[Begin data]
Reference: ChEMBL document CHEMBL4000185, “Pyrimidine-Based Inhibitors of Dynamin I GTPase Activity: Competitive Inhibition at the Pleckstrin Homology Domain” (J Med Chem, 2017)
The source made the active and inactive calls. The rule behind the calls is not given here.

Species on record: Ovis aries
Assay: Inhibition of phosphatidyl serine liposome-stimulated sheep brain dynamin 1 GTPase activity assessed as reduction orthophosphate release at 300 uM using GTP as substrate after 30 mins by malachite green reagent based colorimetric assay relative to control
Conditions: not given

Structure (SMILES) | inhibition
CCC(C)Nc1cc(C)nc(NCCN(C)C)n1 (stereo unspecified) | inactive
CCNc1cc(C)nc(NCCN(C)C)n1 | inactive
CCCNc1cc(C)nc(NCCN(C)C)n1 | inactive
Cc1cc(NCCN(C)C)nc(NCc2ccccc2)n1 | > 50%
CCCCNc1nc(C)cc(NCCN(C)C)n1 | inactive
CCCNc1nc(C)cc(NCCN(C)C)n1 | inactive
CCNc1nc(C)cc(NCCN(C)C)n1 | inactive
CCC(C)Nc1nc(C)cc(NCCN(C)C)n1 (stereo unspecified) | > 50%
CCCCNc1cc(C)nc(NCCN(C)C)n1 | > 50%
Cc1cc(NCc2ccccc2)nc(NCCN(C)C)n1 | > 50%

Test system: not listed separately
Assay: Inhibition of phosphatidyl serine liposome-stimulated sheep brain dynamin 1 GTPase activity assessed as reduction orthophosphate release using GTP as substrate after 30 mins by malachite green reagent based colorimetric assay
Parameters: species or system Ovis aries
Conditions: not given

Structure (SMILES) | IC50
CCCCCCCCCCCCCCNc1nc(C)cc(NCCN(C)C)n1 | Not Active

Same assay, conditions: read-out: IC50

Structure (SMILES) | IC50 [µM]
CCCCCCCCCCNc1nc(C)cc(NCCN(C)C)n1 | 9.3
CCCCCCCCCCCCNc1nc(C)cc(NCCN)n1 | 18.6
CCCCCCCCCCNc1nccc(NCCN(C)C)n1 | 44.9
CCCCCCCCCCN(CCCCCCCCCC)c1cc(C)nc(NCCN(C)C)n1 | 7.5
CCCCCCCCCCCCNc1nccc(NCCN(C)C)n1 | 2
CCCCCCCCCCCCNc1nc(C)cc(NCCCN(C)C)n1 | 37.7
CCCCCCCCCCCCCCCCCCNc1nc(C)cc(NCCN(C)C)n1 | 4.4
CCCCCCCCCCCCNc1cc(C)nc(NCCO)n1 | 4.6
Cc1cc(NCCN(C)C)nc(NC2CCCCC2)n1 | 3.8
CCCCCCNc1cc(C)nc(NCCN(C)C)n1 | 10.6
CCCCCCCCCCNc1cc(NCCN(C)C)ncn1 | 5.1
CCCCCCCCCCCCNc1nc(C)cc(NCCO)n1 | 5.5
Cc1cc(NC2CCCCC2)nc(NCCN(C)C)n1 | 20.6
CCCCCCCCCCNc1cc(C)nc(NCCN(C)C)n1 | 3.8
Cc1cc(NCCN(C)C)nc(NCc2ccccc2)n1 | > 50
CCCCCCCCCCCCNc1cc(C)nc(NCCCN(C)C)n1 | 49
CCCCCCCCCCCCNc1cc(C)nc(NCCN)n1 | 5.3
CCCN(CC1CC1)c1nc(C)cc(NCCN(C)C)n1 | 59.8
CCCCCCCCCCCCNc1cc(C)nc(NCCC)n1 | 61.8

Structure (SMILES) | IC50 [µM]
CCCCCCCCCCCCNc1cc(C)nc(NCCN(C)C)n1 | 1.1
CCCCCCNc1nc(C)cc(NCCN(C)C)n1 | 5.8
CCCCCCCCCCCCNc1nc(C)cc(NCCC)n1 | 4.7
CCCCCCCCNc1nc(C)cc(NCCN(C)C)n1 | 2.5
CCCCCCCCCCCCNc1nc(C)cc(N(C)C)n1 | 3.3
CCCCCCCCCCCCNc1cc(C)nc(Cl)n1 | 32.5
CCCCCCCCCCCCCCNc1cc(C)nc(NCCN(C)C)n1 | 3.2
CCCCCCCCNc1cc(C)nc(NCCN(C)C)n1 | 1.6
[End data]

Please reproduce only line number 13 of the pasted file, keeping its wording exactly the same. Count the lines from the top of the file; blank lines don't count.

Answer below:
CCNc1nc(C)cc(NCCN(C)C)n1 | inactive